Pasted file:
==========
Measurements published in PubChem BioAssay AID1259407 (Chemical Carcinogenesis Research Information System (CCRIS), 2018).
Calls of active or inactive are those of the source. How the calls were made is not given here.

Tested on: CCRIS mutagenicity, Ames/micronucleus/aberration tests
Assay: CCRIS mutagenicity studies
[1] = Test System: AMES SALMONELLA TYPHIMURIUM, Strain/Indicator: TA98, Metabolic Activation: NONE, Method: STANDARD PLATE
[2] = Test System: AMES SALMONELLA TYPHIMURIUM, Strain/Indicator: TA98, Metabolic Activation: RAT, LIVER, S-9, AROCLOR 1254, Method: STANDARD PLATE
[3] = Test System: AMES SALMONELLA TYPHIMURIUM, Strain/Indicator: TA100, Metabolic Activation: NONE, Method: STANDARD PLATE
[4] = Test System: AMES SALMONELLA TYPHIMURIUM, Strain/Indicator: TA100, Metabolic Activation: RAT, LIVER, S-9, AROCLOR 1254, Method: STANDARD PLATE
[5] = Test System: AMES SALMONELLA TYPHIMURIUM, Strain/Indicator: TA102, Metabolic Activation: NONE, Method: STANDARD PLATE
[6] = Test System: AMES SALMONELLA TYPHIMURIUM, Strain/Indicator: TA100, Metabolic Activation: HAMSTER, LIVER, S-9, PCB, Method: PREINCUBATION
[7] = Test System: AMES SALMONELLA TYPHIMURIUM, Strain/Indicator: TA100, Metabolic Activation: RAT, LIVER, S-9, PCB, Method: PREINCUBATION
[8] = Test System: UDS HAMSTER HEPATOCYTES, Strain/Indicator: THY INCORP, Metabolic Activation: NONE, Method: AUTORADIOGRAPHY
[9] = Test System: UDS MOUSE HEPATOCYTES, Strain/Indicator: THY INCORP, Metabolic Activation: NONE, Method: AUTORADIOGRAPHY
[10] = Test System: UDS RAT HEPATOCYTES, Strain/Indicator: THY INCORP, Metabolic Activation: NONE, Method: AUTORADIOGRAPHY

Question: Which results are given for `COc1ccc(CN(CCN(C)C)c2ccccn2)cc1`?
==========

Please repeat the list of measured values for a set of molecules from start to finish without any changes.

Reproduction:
Measurements published in PubChem BioAssay AID1259407 (Chemical Carcinogenesis Research Information System (CCRIS), 2018).
Calls of active or inactive are those of the source. How the calls were made is not given here.

Tested on: CCRIS mutagenicity, Ames/micronucleus/aberration tests
Assay: CCRIS mutagenicity studies
[1] = Test System: AMES SALMONELLA TYPHIMURIUM, Strain/Indicator: TA98, Metabolic Activation: NONE, Method: STANDARD PLATE
[2] = Test System: AMES SALMONELLA TYPHIMURIUM, Strain/Indicator: TA98, Metabolic Activation: RAT, LIVER, S-9, AROCLOR 1254, Method: STANDARD PLATE
[3] = Test System: AMES SALMONELLA TYPHIMURIUM, Strain/Indicator: TA100, Metabolic Activation: NONE, Method: STANDARD PLATE
[4] = Test System: AMES SALMONELLA TYPHIMURIUM, Strain/Indicator: TA100, Metabolic Activation: RAT, LIVER, S-9, AROCLOR 1254, Method: STANDARD PLATE
[5] = Test System: AMES SALMONELLA TYPHIMURIUM, Strain/Indicator: TA102, Metabolic Activation: NONE, Method: STANDARD PLATE
[6] = Test System: AMES SALMONELLA TYPHIMURIUM, Strain/Indicator: TA100, Metabolic Activation: HAMSTER, LIVER, S-9, PCB, Method: PREINCUBATION
[7] = Test System: AMES SALMONELLA TYPHIMURIUM, Strain/Indicator: TA100, Metabolic Activation: RAT, LIVER, S-9, PCB, Method: PREINCUBATION
[8] = Test System: UDS HAMSTER HEPATOCYTES, Strain/Indicator: THY INCORP, Metabolic Activation: NONE, Method: AUTORADIOGRAPHY
[9] = Test System: UDS MOUSE HEPATOCYTES, Strain/Indicator: THY INCORP, Metabolic Activation: NONE, Method: AUTORADIOGRAPHY
[10] = Test System: UDS RAT HEPATOCYTES, Strain/Indicator: THY INCORP, Metabolic Activation: NONE, Method: AUTORADIOGRAPHY

Question: Which results are given for `COc1ccc(CN(CCN(C)C)c2ccccn2)cc1`?